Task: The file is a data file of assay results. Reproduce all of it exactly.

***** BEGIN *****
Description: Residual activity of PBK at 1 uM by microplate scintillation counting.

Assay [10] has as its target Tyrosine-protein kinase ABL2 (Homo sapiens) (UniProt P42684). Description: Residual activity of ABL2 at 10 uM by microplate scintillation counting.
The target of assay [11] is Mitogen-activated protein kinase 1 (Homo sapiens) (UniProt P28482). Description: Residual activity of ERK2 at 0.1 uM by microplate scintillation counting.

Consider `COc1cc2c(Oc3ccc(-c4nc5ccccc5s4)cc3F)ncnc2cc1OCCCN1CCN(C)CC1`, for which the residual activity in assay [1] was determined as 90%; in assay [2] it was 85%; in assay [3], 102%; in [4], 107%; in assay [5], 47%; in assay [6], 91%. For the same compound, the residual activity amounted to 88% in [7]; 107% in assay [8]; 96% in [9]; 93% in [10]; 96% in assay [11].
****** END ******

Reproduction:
Description: Residual activity of PBK at 1 uM by microplate scintillation counting.

Assay [10] has as its target Tyrosine-protein kinase ABL2 (Homo sapiens) (UniProt P42684). Description: Residual activity of ABL2 at 10 uM by microplate scintillation counting.
The target of assay [11] is Mitogen-activated protein kinase 1 (Homo sapiens) (UniProt P28482). Description: Residual activity of ERK2 at 0.1 uM by microplate scintillation counting.

Consider `COc1cc2c(Oc3ccc(-c4nc5ccccc5s4)cc3F)ncnc2cc1OCCCN1CCN(C)CC1`, for which the residual activity in assay [1] was determined as 90%; in assay [2] it was 85%; in assay [3], 102%; in [4], 107%; in assay [5], 47%; in assay [6], 91%. For the same compound, the residual activity amounted to 88% in [7]; 107% in assay [8]; 96% in [9]; 93% in [10]; 96% in assay [11].